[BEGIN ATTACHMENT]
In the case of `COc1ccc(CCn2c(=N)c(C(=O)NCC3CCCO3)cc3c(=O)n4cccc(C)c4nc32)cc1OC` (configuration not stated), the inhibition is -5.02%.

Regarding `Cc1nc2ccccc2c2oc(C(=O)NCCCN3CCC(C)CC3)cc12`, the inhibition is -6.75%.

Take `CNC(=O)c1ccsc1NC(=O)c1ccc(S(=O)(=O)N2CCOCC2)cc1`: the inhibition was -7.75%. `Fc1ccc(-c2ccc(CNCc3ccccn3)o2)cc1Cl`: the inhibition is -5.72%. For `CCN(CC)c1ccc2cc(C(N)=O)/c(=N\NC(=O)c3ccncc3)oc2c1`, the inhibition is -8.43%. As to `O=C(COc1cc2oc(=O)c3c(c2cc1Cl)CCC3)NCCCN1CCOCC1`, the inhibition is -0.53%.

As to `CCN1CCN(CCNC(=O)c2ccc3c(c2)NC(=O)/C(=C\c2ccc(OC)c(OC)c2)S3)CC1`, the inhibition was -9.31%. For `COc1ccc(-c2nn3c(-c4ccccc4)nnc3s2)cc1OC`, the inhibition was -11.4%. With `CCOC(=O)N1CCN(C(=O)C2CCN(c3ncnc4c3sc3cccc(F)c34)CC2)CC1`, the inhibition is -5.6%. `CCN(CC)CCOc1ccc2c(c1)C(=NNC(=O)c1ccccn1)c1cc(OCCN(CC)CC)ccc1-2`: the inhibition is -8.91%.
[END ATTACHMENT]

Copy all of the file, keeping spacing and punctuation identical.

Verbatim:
In the case of `COc1ccc(CCn2c(=N)c(C(=O)NCC3CCCO3)cc3c(=O)n4cccc(C)c4nc32)cc1OC` (configuration not stated), the inhibition is -5.02%.

Regarding `Cc1nc2ccccc2c2oc(C(=O)NCCCN3CCC(C)CC3)cc12`, the inhibition is -6.75%.

Take `CNC(=O)c1ccsc1NC(=O)c1ccc(S(=O)(=O)N2CCOCC2)cc1`: the inhibition was -7.75%. `Fc1ccc(-c2ccc(CNCc3ccccn3)o2)cc1Cl`: the inhibition is -5.72%. For `CCN(CC)c1ccc2cc(C(N)=O)/c(=N\NC(=O)c3ccncc3)oc2c1`, the inhibition is -8.43%. As to `O=C(COc1cc2oc(=O)c3c(c2cc1Cl)CCC3)NCCCN1CCOCC1`, the inhibition is -0.53%.

As to `CCN1CCN(CCNC(=O)c2ccc3c(c2)NC(=O)/C(=C\c2ccc(OC)c(OC)c2)S3)CC1`, the inhibition was -9.31%. For `COc1ccc(-c2nn3c(-c4ccccc4)nnc3s2)cc1OC`, the inhibition was -11.4%. With `CCOC(=O)N1CCN(C(=O)C2CCN(c3ncnc4c3sc3cccc(F)c34)CC2)CC1`, the inhibition is -5.6%. `CCN(CC)CCOc1ccc2c(c1)C(=NNC(=O)c1ccccn1)c1cc(OCCN(CC)CC)ccc1-2`: the inhibition is -8.91%.